Tag Archives: dreams

‘The most thing I want’: April’s notes from my pocket pages

Searing visage of the minivan in which I drove students to state WYSE meet. 10 April

“They’re adult-ier than me,” said a 23-24-year-old woman who was soon to be interviewed for a teaching job by three school administrators. 1 April.

Perhaps I understand other people by creating models of their minds — and those people I don’t understand are those whose minds I have trouble modeling. I can’t even imagine. 3 April.

A book-length text isn’t a natural or automatic form of expression for anybody — in other words, nobody accidentally writes a book — so it must be a formal construct, an intentional creation, and I don’t want that level of formality. I’m looking for text-forms that come more naturally. 5 April

Most humans are women. So maybe we shouldn’t think of men as the default — or typical — person. 5 April

I don’t need to be a critic at all! For a long time, I have had the idea that what intelligent adults do is critique things. Perhaps I learned this from my older family members who had strong opinions, and maybe I had this reinforced during my liberal arts education, the point of which seemed to be training me to interpret and analyze and evaluate. But nobody’s asking me (in most of my life) to do these things. So I don’t need to. I don’t even have to care enough to critique things — I can let go of the sense I often have that I should always have thought-out opinions on contemporary society, on politics, or on educational policy. Instead, I can let go of my criticisms and just do those creative things I love doing. 5 April

Dandelion-pollen racing stripe on my dog’s forehead. 22 April

Part of my critiquing and complaining is a feeling that I could be or would be or should want to be in charge, in control. But I can finally admit to myself that I am not now, and probably never will be, and don’t really want to be, in control of any institution or group. This being the case, I can free up a lot of thinking-time by just not fretting about the functioning of these big things I’m not in charge of. I can save my energy and do what I really enjoy. What it comes down to is that I don’t want to be a cultural (or other kind of) critic, as once I thought I did. Instead of analyzing and evaluating, I want to have new ideas — that’s what is primary for me. 6 April.

Who I am, who I want to be — these are becoming the same, and that feels good. 6 April

My cat in my lap. 8 April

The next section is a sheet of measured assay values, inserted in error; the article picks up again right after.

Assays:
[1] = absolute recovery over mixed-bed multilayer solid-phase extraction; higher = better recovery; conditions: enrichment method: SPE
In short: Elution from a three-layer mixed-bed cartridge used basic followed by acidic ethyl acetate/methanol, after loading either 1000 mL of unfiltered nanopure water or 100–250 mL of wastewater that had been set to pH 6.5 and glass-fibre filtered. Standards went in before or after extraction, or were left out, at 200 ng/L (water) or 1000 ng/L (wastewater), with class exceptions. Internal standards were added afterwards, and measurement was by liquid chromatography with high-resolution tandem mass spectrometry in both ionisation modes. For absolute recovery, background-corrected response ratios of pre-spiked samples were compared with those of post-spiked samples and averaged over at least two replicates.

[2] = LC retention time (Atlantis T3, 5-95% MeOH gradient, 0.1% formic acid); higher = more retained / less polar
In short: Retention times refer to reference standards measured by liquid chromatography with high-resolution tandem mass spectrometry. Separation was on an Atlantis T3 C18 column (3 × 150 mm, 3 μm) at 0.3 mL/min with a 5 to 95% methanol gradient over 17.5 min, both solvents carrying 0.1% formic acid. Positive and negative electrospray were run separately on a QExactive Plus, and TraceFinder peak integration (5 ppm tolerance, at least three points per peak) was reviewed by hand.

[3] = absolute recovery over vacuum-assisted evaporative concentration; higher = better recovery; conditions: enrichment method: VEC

Why are my dreams usually narratives? They’re not abstract; they seem to be first-person narrative — though even it’s in the first-person, I often feel the dream is being told or shown to me. I’m not in charge. 7 April.

I’m starting to see why someone facing death would say they’ve lived a good life and not be super-desperate to keep living. 7 April.

Slime from where I’d dumped into my garden some nightcrawlers collected from the street after a rain. 27 March

“Nerds have the funnest fun,” said my student while on our WYSE (Worldwide Youth in Science and Engineering) state competition trip. 10 April

I’m interested in whatever I have to teach me. I’m referring here to how I seem to learn, to receive new ideas, insights, from my own mind, my subconscious, whatever, when I freewrite in my journals. 11 April

Me, Mr. Hagemann, in front of the “H” (for Hagemann, I tell my students) built near what had been my senior-year apartment building at University of Illinois Urbana-Champaign. 10 April

It’s probably better — humbler, and more promoting of social calm — if I think of myself more as the annoying person (who should keep quiet) rather than thinking of myself as the fascinating person (who should keep sharing every insight with people) in any group of people. 11 April

“A rectangle is basically an oval,” said a senior student, to much peer criticism. 11 April.

My WYSE students at U of I: Lexy, Alec, Abe, Nick, and Matthew. 10 April.

A fiction idea: A protagonist learns that the nemesis has died, partway through the novel. 11 April

You don’t get to choose who likes you or your writings. You won’t necessarily impress a particular person, and you can’t necessarily make your enemies jealous. 13 April

Be careful what you decide is normal, I told my sophomore students after they’d expressed some harsh social views. What’s normal in our small town isn’t what’s normal in Chicago. 13 April.

Giraffes behind a barn door at “Ag Day.”

I often hear high school seniors bluntly announce their opinions about certain classes and teachers. Maybe this quasi-rudeness is useful in helping other students to figure out what’s popular. If students were quiet and less judgmental, they might not know how to fit in with each other. New York magazine has an article about people forming friend-groups by sharing certain views and excluding those who have different views. Perhaps if one has no views, one is in no views-group. 13 April

“Ah, the miracle of new life! Isn’t it easily made fussy?” I said to my wife of a tiny baby at a nearby table in our local diner. 16 April

Coulters in the coffee grounds, at “Ag Day,” 21 April.

When I do my own writing and thinking, my ideas expand, branch outward, into new ideas — but there’s no way to grade that type of thinking within a school situation. In class, we limit, or condense, thinking to what’s testable — in other words, what’s already known. Schools can’t handle new ideas. 18 April